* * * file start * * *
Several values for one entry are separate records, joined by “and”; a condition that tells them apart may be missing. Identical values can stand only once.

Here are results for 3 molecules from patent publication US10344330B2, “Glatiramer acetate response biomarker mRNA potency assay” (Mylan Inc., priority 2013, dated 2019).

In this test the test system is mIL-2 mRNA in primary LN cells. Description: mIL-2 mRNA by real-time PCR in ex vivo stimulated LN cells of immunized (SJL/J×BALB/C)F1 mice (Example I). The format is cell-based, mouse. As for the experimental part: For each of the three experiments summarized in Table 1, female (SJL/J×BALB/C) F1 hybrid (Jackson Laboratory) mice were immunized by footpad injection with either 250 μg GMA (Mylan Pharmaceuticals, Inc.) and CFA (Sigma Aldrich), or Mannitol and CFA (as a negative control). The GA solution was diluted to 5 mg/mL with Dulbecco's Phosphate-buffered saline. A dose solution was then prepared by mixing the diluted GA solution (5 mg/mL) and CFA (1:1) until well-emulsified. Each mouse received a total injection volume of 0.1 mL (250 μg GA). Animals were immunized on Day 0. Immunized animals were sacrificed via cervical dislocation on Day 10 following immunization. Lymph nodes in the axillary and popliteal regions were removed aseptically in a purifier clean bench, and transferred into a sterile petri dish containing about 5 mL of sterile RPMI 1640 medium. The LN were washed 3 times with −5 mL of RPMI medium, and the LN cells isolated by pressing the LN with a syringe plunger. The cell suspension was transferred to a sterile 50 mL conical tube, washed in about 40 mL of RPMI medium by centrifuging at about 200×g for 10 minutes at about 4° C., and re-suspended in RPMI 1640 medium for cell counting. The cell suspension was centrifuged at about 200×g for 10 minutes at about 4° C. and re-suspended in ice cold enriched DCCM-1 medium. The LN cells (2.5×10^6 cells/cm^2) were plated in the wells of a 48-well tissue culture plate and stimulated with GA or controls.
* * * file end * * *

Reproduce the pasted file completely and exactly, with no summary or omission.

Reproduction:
Several values for one entry are separate records, joined by “and”; a condition that tells them apart may be missing. Identical values can stand only once.

Here are results for 3 molecules from patent publication US10344330B2, “Glatiramer acetate response biomarker mRNA potency assay” (Mylan Inc., priority 2013, dated 2019).

In this test the test system is mIL-2 mRNA in primary LN cells. Description: mIL-2 mRNA by real-time PCR in ex vivo stimulated LN cells of immunized (SJL/J×BALB/C)F1 mice (Example I). The format is cell-based, mouse. As for the experimental part: For each of the three experiments summarized in Table 1, female (SJL/J×BALB/C) F1 hybrid (Jackson Laboratory) mice were immunized by footpad injection with either 250 μg GMA (Mylan Pharmaceuticals, Inc.) and CFA (Sigma Aldrich), or Mannitol and CFA (as a negative control). The GA solution was diluted to 5 mg/mL with Dulbecco's Phosphate-buffered saline. A dose solution was then prepared by mixing the diluted GA solution (5 mg/mL) and CFA (1:1) until well-emulsified. Each mouse received a total injection volume of 0.1 mL (250 μg GA). Animals were immunized on Day 0. Immunized animals were sacrificed via cervical dislocation on Day 10 following immunization. Lymph nodes in the axillary and popliteal regions were removed aseptically in a purifier clean bench, and transferred into a sterile petri dish containing about 5 mL of sterile RPMI 1640 medium. The LN were washed 3 times with −5 mL of RPMI medium, and the LN cells isolated by pressing the LN with a syringe plunger. The cell suspension was transferred to a sterile 50 mL conical tube, washed in about 40 mL of RPMI medium by centrifuging at about 200×g for 10 minutes at about 4° C., and re-suspended in RPMI 1640 medium for cell counting. The cell suspension was centrifuged at about 200×g for 10 minutes at about 4° C. and re-suspended in ice cold enriched DCCM-1 medium. The LN cells (2.5×10^6 cells/cm^2) were plated in the wells of a 48-well tissue culture plate and stimulated with GA or controls.